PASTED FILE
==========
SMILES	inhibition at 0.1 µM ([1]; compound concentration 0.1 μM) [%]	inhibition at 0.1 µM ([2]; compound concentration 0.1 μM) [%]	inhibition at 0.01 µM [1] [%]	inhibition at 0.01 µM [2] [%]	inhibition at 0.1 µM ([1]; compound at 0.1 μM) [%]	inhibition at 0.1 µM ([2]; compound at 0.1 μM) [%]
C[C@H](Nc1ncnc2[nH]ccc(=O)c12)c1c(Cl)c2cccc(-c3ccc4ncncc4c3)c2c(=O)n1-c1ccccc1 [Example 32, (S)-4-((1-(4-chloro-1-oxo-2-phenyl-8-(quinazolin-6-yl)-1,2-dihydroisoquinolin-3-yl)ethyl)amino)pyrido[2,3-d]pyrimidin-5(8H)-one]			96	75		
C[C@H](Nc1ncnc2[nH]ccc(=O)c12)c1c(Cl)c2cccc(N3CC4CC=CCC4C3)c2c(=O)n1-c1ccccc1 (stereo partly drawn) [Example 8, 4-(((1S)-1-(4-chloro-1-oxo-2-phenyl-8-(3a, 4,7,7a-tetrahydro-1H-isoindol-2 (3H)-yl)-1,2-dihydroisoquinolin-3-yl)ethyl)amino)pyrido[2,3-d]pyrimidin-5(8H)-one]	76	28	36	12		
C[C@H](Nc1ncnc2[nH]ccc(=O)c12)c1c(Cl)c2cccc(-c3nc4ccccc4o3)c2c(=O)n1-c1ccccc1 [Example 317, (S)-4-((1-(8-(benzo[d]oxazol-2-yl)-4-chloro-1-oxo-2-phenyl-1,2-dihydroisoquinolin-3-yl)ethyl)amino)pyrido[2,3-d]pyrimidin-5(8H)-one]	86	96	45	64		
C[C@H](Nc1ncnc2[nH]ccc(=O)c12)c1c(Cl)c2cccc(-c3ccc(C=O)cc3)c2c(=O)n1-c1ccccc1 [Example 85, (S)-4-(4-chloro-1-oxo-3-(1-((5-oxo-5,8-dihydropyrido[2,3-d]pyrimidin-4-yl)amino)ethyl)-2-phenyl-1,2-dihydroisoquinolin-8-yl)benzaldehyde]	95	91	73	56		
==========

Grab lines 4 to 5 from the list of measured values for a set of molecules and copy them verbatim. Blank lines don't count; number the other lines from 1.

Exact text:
C[C@H](Nc1ncnc2[nH]ccc(=O)c12)c1c(Cl)c2cccc(-c3nc4ccccc4o3)c2c(=O)n1-c1ccccc1 [Example 317, (S)-4-((1-(8-(benzo[d]oxazol-2-yl)-4-chloro-1-oxo-2-phenyl-1,2-dihydroisoquinolin-3-yl)ethyl)amino)pyrido[2,3-d]pyrimidin-5(8H)-one]	86	96	45	64		
C[C@H](Nc1ncnc2[nH]ccc(=O)c12)c1c(Cl)c2cccc(-c3ccc(C=O)cc3)c2c(=O)n1-c1ccccc1 [Example 85, (S)-4-(4-chloro-1-oxo-3-(1-((5-oxo-5,8-dihydropyrido[2,3-d]pyrimidin-4-yl)amino)ethyl)-2-phenyl-1,2-dihydroisoquinolin-8-yl)benzaldehyde]	95	91	73	56		